Spacefaring: The Human Dimension

Spacefaring: The Human Dimension

Spacefaring: The Human Dimension

Spacefaring: The Human Dimension

Synopsis

The stars have always called us, but only for the past forty years or so have we been able to respond by traveling in space. This book explores the human side of spaceflight: why people are willing to brave danger and hardship to go into space; how human culture has shaped past and present missions; and the effects of space travel on health and well-being. A comprehensive and authoritative treatment of its subject, this book combines statistical studies, rich case histories, and gripping anecdotal detail as it investigates the phenomenon of humans in space--from the earliest spaceflights to the missions of tomorrow.

Drawing from a strong research base in the behavioral sciences, Harrison covers such topics as habitability, crew selection and training, coping with stress, group dynamics, accidents, and more. In addition to taking a close look at spacefarers themselves, "Spacefaring "reviews the broad organizational and political contexts that shape human progress toward the heavens. With theongoing construction of the International Space Station, the human journey to the stars continues, and this book will surely help guide the way.

Excerpt

Spacefaring is a partnership involving technology and people. This book looks at the human side of the partnership: why people are willing to brave danger and hardship to establish a human presence in space, how human behavior and culture have shaped past and present missions, and how they may shape future missions as well. Our journey begins with the earliest flights and looks forward to space tourism, space settlement, and interstellar travel, but the emphasis is on the next steps toward human occupation of space: the completion of the International Space Station, a return to the Moon, and the arrival of humans on Mars. In addition to taking a close look at spacefarers themselves—how they are selected, how they are trained, how they live and work, what they do on furlough and after retirement—I will also consider the broader organizational and political contexts that shape human progress toward the stars.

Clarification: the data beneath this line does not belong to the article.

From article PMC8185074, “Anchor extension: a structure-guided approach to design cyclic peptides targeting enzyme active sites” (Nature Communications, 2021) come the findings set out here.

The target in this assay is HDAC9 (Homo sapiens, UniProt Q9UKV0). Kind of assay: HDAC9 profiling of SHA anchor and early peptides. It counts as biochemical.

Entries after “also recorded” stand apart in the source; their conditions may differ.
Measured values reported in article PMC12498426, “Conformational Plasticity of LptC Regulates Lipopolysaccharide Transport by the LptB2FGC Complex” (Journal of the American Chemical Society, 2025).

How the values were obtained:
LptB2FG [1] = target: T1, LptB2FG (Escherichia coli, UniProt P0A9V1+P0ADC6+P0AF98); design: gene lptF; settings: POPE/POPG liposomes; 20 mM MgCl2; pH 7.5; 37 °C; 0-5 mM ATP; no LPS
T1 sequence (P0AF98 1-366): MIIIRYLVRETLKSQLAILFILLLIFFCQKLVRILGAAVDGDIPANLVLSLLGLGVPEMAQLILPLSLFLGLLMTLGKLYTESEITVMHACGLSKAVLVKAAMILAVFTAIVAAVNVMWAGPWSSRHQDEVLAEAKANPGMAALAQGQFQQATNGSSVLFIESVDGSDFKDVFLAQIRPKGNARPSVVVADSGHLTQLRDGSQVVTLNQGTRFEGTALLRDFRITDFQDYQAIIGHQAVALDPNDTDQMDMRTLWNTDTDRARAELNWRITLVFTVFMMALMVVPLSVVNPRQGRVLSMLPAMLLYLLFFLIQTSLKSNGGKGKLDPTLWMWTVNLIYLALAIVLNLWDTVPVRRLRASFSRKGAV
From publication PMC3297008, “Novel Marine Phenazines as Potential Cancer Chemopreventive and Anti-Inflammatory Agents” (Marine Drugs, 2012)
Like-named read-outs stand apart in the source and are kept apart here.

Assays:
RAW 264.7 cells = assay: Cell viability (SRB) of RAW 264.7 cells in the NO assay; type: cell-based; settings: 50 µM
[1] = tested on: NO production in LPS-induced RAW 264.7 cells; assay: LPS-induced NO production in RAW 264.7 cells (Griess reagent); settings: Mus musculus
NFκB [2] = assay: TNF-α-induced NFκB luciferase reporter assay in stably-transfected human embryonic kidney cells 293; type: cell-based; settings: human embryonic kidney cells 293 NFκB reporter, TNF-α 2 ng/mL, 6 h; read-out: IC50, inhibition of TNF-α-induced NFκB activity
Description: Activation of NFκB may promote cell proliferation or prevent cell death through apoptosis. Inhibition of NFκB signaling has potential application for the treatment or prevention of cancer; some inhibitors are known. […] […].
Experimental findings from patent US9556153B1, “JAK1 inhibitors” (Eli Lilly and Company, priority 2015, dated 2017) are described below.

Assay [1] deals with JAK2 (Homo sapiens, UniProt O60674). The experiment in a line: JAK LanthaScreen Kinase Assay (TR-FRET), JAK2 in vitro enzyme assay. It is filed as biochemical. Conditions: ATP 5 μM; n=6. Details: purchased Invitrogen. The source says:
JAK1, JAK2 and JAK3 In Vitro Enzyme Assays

The book begins with the question of human motivation: why should people be interested in space in the first place? Space advocates point to the scientific and educational advantages of human space exploration. We are beckoned by an endless stream of scientific projects, including the prospects of conducting astronomy on the Moon and looking for signs of life on Mars. Space exploration is a focal point for engaging children in science and developing the intellectual and human resources so crucial for the success of the next generation. Space offers economic opportunity, through beaming inexpensive power to Earth, mining the asteroids, and otherwise taking advantage of the cheap materials and unusual environmental conditions that exist in space. Per-

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